Next Steps

The first payback we got  was that we were able to provide opportunities for personal growth to the more than 20 teenaged football players who joined the cast. Some of the boys got football scholarships. Another one became a team member of the Philippine team to the Homeless World Cup.  Moreover, the boys today are more confident and sure of themselves compared to how they were before we started their training.

Meanwhile, the Philippine football team -the Azkals, won games in the Asian stage and soon enough, football became a household word. That rubbed off on us, and it became a bit easier  to get groups and communities to sponsor private screenings of the movie. Adobo magazine – the authoritative advertising industry publication sponsored a special screenings of the movie. It even got its corporate clients and guest to donate money or shoes for the Tondo boys.

It was clear to us that Happyland will have a difficult time at the commercial theaters, so our strategy was to do private screenings of the movie. It was also screened in various Sineng Pambansa events in various cities around the country. And it is making the rounds in schools and communities.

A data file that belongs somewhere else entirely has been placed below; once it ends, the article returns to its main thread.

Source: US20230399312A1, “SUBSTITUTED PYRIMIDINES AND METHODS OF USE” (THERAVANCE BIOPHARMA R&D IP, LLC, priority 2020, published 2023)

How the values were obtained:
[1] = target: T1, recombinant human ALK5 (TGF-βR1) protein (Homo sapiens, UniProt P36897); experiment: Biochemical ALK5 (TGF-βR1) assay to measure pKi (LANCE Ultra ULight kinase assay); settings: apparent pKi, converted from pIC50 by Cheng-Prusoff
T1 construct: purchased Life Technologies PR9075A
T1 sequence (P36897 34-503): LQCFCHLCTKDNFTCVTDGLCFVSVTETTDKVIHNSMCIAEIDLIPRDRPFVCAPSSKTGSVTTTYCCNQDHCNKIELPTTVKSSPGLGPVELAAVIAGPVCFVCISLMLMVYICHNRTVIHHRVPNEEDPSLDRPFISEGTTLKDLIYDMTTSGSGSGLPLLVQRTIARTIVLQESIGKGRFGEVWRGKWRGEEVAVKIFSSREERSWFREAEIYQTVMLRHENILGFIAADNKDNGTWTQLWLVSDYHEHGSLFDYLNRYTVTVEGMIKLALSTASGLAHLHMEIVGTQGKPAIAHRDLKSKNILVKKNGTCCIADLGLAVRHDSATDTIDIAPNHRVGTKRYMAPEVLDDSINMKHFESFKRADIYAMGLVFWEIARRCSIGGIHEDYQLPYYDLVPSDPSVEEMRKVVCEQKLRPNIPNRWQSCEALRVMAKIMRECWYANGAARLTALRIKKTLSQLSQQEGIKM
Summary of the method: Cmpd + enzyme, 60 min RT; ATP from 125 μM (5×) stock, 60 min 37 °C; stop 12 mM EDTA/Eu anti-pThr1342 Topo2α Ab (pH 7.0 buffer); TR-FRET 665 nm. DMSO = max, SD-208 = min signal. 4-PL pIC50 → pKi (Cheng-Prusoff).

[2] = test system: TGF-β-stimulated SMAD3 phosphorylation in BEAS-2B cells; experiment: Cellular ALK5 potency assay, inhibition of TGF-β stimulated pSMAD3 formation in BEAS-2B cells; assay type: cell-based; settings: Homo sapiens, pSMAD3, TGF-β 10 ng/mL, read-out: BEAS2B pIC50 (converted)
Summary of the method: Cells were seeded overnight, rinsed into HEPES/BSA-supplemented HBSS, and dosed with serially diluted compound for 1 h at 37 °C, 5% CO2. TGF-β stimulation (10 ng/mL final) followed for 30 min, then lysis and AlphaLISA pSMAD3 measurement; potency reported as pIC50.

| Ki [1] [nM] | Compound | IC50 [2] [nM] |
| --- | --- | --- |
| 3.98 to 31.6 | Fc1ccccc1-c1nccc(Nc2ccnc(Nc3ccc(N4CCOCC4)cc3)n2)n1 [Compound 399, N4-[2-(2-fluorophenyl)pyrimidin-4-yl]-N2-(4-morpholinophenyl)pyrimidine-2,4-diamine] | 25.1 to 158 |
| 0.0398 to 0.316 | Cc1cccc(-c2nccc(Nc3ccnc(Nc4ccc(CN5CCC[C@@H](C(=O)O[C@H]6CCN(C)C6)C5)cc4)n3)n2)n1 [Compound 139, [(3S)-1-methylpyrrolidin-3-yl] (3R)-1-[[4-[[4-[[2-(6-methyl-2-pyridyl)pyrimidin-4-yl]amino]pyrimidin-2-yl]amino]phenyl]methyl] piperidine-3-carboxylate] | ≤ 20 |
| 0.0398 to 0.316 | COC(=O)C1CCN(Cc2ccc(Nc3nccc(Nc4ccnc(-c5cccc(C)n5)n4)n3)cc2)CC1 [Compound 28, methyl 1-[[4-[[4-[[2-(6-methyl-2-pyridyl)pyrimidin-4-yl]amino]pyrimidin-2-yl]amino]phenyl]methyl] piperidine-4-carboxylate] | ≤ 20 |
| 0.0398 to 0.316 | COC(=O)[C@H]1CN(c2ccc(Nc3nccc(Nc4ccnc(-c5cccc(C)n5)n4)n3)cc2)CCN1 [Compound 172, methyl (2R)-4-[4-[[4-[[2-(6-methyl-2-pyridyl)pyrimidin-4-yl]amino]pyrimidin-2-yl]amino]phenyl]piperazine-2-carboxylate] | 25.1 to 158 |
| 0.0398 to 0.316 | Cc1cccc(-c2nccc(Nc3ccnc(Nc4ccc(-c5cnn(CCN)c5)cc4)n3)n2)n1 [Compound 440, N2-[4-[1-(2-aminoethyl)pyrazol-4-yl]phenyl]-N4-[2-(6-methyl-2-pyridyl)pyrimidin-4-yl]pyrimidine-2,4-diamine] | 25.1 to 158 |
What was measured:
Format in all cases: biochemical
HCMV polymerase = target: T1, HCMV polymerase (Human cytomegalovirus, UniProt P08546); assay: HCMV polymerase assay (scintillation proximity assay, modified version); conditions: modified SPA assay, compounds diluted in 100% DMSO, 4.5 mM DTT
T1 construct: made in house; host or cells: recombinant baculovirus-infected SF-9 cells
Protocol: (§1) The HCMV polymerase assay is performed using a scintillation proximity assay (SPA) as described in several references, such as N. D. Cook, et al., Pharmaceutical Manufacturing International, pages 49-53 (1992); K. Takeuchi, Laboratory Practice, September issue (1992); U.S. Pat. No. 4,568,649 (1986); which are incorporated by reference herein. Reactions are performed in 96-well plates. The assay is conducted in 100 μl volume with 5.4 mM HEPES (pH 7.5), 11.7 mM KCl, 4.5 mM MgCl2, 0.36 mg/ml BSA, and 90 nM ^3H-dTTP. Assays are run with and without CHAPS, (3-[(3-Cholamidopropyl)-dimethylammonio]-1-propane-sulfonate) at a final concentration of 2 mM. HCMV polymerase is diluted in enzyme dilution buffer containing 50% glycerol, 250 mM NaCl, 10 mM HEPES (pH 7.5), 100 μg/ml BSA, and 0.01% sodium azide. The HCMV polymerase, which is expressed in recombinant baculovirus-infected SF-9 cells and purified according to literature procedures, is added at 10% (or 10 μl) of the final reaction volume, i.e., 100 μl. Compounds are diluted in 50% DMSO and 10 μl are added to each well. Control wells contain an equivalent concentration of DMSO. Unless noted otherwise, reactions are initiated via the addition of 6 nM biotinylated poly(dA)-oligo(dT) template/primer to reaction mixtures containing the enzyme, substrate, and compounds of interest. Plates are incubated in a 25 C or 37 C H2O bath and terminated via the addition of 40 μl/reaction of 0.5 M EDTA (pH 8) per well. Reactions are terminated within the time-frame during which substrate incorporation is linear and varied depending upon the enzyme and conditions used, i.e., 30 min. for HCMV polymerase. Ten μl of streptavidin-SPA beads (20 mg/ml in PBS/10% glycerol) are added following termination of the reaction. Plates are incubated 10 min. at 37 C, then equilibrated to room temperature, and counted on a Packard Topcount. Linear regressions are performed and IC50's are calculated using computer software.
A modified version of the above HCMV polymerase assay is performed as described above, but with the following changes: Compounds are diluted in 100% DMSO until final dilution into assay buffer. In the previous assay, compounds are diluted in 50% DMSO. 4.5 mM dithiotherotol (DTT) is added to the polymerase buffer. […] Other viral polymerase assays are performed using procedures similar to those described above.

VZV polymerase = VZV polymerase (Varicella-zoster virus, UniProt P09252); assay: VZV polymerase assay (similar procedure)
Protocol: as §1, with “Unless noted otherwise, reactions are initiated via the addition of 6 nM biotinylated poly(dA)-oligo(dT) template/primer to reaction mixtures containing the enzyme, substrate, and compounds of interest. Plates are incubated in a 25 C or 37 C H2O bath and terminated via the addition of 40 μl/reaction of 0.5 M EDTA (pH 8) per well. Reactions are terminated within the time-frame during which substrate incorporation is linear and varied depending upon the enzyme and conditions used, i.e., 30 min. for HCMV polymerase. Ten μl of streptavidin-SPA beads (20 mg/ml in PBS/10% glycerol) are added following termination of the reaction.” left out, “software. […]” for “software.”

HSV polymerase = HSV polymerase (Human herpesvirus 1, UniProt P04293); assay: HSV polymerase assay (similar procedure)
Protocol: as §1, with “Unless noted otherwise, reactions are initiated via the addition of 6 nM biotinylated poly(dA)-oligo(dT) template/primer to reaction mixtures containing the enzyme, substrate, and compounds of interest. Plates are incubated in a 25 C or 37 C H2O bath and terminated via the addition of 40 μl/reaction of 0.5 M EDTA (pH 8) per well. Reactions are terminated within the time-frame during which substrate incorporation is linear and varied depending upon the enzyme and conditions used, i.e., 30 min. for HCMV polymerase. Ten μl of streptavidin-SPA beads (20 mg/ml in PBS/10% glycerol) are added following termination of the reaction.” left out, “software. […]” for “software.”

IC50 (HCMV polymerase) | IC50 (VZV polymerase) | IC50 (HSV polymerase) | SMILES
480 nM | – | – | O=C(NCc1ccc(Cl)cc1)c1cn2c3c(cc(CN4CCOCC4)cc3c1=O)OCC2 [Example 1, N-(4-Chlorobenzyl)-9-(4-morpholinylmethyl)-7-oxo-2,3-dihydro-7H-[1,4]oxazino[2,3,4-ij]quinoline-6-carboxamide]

To be sure, we are still a long way from recovering the investments we made for the movie, But it is an historical first. It is the first football movie produced in the Philippines.  It even won awards for some of our creative and technical staff.

And to me, the satisfaction of being part of a pioneering media vehicle featuring the game of football.

Below is the full trailer of the movie.

 

 

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How I Became a Producer of the Indie Movie – Happyland

I become a producer of a movie about football two years before the sport got widespread attention. We even tapped the country’s most popular football player, Phil Younghusband, as one of the major actors in that independent film.

Serendipity